Tag Archives: Small Change

The Heart of Saturday Night – Tom Waits

We’re suffering through a heatwave over much of the UK at the moment. OK, I’m suffering through it. I find genuine heat in the UK tough to take. We’re not set up for it, with our non-air conditioned houses and public transport. In London at least, the heat lingers late into the night. It’s not the daytime temperatures I can’t take; it’s the nights where it never gets below 20 degrees. We’ve now had nearly two months of this and I’m about to turn into Michael Douglas in Falling Down.

But however much I hate it right at this moment, I know it could be worse. It’s not yet at 2003 levels, when we had the hottest temperatures ever recorded in the UK (38.5°C). That summer, having just taken my finals and waiting to graduate and figure out what the hell to do next, I was working as a labourer in the maintenance department of Westminster Cathedral and listening to Tom Waits’s mid- 1970s records. So despite Waits’s music being self-evidently best heard at night, I associate those Waits records with bright sunshine, hot pavements and torrents of sweat running down my back as I weed pavements, move office furniture and scrub bricks.

James McKean had got me into Waits 18 months previously via Small Change, so I was well familiar with that already. The records that really had my attention in the summer of 2003 were The Heart of Saturday Night and the new-to-me Nighthawks at the Diner. Nighthawks I’ve written about before here. It’s spotty, and the more song-based material can feel a little underwritten at times, but at its best it’s tremendous fun, and the looseness of the set gives Waits the opportunity to just explore the furthest reaches of his drunken-beatnik persona. The best tracks, Nighthawk Postcards and Spare Parts I (A Nocturnal Emission) are hilarious, riveting – full of dazzling wordplay, indelible imagery and surreal juxtapositions. Sure, Waits wasn’t inventing anything with this style of music or lyric writing, but he had become an expert practitioner of it, and he’s so charismatic that there’s a lot of joy in just hearing him do his thing. It’s never just about the writing with Waits; it’s just as much about the delivery, and the delivery is brilliant:

Well, it was a nickel after two. Yeah, it was a nickel after two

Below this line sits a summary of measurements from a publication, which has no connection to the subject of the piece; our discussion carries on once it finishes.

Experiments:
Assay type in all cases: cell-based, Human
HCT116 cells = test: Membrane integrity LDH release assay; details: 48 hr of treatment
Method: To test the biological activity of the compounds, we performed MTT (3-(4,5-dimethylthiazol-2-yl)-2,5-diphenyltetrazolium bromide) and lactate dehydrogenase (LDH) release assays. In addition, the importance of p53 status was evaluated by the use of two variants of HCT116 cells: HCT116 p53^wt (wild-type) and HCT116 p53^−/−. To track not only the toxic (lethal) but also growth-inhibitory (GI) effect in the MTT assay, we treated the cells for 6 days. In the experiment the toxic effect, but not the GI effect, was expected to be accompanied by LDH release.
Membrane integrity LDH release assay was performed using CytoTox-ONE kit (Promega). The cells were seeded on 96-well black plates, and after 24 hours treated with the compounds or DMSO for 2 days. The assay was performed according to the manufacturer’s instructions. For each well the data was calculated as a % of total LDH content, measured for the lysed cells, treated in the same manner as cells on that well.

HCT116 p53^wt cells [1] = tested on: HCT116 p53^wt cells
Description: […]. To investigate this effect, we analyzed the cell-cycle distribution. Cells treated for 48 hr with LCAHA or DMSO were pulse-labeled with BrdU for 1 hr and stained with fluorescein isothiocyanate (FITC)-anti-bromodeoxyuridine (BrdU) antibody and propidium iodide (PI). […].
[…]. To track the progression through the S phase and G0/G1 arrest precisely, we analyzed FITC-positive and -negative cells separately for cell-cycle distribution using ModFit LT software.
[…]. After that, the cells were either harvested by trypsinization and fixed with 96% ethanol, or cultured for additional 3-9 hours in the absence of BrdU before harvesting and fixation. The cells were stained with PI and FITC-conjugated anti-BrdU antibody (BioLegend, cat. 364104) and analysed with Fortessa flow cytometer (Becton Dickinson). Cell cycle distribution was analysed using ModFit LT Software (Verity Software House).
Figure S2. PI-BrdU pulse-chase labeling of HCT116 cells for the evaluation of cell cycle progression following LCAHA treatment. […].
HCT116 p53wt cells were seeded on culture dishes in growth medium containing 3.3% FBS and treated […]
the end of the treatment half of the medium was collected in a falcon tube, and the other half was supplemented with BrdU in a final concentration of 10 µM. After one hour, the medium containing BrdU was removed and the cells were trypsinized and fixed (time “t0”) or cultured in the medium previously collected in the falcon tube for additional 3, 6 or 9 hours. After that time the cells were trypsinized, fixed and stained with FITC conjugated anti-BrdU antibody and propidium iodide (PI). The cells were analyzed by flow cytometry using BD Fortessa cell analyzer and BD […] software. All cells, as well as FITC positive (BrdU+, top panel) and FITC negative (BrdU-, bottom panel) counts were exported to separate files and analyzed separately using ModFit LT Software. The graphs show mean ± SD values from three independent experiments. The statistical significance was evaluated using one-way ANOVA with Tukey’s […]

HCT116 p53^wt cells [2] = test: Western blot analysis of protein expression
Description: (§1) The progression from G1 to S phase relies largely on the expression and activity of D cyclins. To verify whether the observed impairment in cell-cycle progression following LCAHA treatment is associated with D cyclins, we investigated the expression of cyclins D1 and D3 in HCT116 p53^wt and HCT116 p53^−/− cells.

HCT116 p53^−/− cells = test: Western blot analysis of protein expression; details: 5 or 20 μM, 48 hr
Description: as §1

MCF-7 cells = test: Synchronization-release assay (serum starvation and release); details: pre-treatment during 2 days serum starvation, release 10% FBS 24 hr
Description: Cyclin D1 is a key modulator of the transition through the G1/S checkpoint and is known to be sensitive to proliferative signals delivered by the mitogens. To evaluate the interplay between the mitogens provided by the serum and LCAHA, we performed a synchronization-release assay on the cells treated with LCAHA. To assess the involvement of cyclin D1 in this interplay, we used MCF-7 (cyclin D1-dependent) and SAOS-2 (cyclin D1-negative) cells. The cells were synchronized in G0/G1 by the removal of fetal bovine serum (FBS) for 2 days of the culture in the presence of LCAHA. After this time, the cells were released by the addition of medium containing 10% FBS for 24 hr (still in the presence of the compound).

And in the cobalt steel-blue dream smoke
Why, it was the radio that groaned out the hit parade.
And the chalk squeaked and the floorboards creaked
And an Olympia sign winked through a torn yellow shade.
Old Jack Chance himself leaning up against a Wurlitzer,
Man, he was eyeballing out a five-ball combination shot.
Impossible, you say? Hard to believe?
Perhaps out of the realm of possibility?
Naaaah.

Cause he be stretching out long tawny fingers
Out across a cool green felt in a provocative golden gate,
He got a full-table railshot that’s no sweat.
And I leaned up against my banister,
I wandered over to the Wurlitzer and I punched A2…

The bridge between the rather earnest songs on Closing Time and this cinematic piece of scene setting is of course The Heart of Saturday Night. Waits’s second album saw him partner with Bones Howe for the first time and dive deeply into jazz. Closing Time has its virtues, and its share of strong material, but it didn’t represent Waits in his totality, the Tom Waits who loved Kerouac and Lord Buckley and who’d already debuted Diamonds on My Windshield as a poem was hardly evident at all.

Jerry Yester had produced Closing Time, but David Geffen (owner of Waits’s record label, Asylum) didn’t think Yester was the man to take on the next one, and that Waits needed someone with a deeper grounding in jazz. Geffen was friends with Bones Howe, who’d been making jazz records since the 1950s with the likes of Ornette Coleman, and had even edited recordings of Kerouac reading his poetry.

Howe assembled some heavy-duty players for what would become The Heart of Saturday Night – pianist Mike Melvoin had worked with Sinatra, Peggy Lee and the Beach Boys; tragic drummer Jim Gordon The Byrds, Derek & the Dominoes, Joe Cocker and George Harrison; bassist Jim Hughart played with Joe Pass, Duke Ellington and Chet Baker. Those were just the core players: the sessions also featured Arthur Richards, Tom Scott and Oscar Brashear.